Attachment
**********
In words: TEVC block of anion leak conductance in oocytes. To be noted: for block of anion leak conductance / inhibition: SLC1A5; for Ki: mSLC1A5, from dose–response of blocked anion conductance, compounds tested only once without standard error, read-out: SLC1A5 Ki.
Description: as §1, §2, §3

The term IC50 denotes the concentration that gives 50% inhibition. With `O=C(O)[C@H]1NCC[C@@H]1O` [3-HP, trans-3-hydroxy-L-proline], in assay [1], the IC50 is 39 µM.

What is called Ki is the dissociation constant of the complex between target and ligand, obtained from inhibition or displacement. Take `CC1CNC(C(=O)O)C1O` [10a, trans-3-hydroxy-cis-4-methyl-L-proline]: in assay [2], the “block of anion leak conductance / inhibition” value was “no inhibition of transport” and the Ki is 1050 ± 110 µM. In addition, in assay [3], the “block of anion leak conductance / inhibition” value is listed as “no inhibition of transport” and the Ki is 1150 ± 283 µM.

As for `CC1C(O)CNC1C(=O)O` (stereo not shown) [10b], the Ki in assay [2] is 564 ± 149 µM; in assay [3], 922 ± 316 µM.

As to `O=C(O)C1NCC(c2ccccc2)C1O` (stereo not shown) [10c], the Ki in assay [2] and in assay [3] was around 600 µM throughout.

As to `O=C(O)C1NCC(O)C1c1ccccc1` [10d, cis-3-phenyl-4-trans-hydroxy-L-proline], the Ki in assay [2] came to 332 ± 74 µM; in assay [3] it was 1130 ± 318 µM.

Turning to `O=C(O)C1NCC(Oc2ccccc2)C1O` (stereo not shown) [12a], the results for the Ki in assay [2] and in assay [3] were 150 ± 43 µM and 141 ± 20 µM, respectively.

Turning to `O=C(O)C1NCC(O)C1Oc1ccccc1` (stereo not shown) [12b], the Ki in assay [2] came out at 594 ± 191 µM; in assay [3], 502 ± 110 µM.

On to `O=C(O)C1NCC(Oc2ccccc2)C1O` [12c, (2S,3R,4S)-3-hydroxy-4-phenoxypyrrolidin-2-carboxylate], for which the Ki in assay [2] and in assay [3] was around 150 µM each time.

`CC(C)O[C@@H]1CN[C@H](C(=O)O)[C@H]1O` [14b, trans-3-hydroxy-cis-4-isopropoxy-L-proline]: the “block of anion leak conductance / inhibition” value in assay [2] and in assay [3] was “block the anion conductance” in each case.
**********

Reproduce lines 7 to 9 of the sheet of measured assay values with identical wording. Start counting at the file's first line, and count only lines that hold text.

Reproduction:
As to `O=C(O)C1NCC(O)C1c1ccccc1` [10d, cis-3-phenyl-4-trans-hydroxy-L-proline], the Ki in assay [2] came to 332 ± 74 µM; in assay [3] it was 1130 ± 318 µM.

Turning to `O=C(O)C1NCC(Oc2ccccc2)C1O` (stereo not shown) [12a], the results for the Ki in assay [2] and in assay [3] were 150 ± 43 µM and 141 ± 20 µM, respectively.

Turning to `O=C(O)C1NCC(O)C1Oc1ccccc1` (stereo not shown) [12b], the Ki in assay [2] came out at 594 ± 191 µM; in assay [3], 502 ± 110 µM.